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I have a customer who has a water heater with 2 elements. The one at the top and bottom are both rated at 4500 watts, but the water heater itself is rated at 4500 watts maximum.

Is each element rated at 120v and 4500 watts?

My guy who is there says that when doing a load test, the water heater is showing 37 amps and tripping the 30 amp breaker. If they are only rated @ 4500 watts, 240 volts, then how can this be? Are they designed where only 1 element can come on at a time?
 

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Donuts > Fried Eggs
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The tank is set up for alternating elements where a master thermostat prevents both from coming on at the same time. They would alternate where the upper element would be high-demand and the lower would be just to maintain temperature.

This thermostat has failed such that they're both energized and shouldn't be, and that's why you're at 200% of your wattage and tripping the breaker.
 

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I have a customer who has a water heater with 2 elements. The one at the top and bottom are both rated at 4500 watts, but the water heater itself is rated at 4500 watts maximum.

Is each element rated at 120v and 4500 watts?

My guy who is there says that when doing a load test, the water heater is showing 37 amps and tripping the 30 amp breaker. If they are only rated @ 4500 watts, 240 volts, then how can this be? Are they designed where only 1 element can come on at a time?
had a bad element do this
 

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IBEW L.U. 1852
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Its very possible that the master thermostat (on top) is acting up. It sounds like its allowing both elements to come on at the same time.
Not the first time I've seen that.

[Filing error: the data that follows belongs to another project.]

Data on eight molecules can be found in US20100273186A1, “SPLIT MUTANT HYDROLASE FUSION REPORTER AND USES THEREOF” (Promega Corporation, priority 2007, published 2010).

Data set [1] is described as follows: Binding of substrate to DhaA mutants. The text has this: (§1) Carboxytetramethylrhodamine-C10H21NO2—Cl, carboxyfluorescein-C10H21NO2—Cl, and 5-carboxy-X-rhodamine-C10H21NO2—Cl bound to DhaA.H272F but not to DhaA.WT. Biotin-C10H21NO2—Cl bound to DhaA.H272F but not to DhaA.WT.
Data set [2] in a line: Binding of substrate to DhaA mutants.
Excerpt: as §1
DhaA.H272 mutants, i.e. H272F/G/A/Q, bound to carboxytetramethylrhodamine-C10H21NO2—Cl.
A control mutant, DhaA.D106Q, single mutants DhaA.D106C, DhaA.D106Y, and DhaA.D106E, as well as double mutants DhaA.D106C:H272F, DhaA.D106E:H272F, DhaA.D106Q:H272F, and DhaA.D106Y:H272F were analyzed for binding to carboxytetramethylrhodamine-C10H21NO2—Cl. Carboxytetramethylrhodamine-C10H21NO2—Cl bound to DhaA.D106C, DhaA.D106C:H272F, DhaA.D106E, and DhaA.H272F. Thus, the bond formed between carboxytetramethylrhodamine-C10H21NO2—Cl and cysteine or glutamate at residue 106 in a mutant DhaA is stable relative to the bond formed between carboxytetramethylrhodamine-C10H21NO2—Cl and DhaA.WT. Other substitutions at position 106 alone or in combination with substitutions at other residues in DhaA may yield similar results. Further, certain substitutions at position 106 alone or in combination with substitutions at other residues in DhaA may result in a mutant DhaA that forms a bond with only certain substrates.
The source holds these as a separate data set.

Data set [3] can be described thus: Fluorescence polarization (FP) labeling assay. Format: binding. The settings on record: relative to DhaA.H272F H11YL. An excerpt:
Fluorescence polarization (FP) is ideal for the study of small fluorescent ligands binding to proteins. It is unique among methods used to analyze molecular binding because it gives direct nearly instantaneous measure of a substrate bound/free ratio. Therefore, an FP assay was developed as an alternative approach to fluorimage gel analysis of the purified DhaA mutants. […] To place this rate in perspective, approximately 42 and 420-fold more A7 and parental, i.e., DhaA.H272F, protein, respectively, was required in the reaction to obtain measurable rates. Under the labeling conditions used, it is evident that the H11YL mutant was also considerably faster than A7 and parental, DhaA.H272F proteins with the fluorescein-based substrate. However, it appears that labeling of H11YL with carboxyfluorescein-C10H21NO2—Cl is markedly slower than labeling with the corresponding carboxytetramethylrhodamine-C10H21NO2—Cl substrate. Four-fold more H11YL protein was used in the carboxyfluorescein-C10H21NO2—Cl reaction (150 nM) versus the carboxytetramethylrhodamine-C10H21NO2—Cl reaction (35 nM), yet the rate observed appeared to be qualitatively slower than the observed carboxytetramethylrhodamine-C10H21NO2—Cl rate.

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carryyourbooks said:
I have a customer who has a water heater with 2 elements. The one at the top and bottom are both rated at 4500 watts, but the water heater itself is rated at 4500 watts maximum. Is each element rated at 120v and 4500 watts? My guy who is there says that when doing a load test, the water heater is showing 37 amps and tripping the 30 amp breaker. If they are only rated @ 4500 watts, 240 volts, then how can this be? Are they designed where only 1 element can come on at a time?
You wired them 120v when it should be 240v (if I understood right) Only ONE element comes on at a time, so check it out:
4500w/120v= 37.5a

4500w/240v=18.75a.

Did you say your elements are 120 or 240....I don't think they are 120v, they should have them printed right on them. Also is the a new install or are you troubleshooting an existing, previously worked unit??
 

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You wired them 120v when it should be 240v (if I understood right) Only ONE element comes on at a time, so check it out:
4500w/120v= 37.5a

4500w/240v=18.75a.

Did you say your elements are 120 or 240....I don't think they are 120v, they should have them printed right on them. Also is the a new install or are you troubleshooting an existing, previously worked unit??
The elements are a set resistance. You apply half the voltage, you get half the current and a quarter the wattage
 

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carryyourbooks said:
I have a customer who has a water heater with 2 elements. The one at the top and bottom are both rated at 4500 watts, but the water heater itself is rated at 4500 watts maximum. Is each element rated at 120v and 4500 watts? My guy who is there says that when doing a load test, the water heater is showing 37 amps and tripping the 30 amp breaker. If they are only rated @ 4500 watts, 240 volts, then how can this be? Are they designed where only 1 element can come on at a time?
Ask your guy to give you more information, as everyone said the boiler consists of ;
Upper element and upper thermostat

Lower element lower thermostat.

And a disconnect, unless the panel is within site of the boiler.

First I would measure voltage at the disconnect or breaker, it should be on a 2-pole 30right? It should also be 240

Then CONFIRM the resistance reading on the element with a multimeter to prove good, ales chech each element to ground.

If that tests ok I would first observe the wiring, if that checks out, change the top thermostat
 

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I have a customer who has a water heater with 2 elements. The one at the top and bottom are both rated at 4500 watts, but the water heater itself is rated at 4500 watts maximum.

Is each element rated at 120v and 4500 watts?

My guy who is there says that when doing a load test, the water heater is showing 37 amps and tripping the 30 amp breaker. If they are only rated @ 4500 watts, 240 volts, then how can this be? Are they designed where only 1 element can come on at a time?
Top thermostat runs one at a time. Top one heats then once the upper therm us satisfied the lower one then heats till the lower therm conks out.


4500+4500=9000/240=37.5 amps. Hence the one at a time nature.
 
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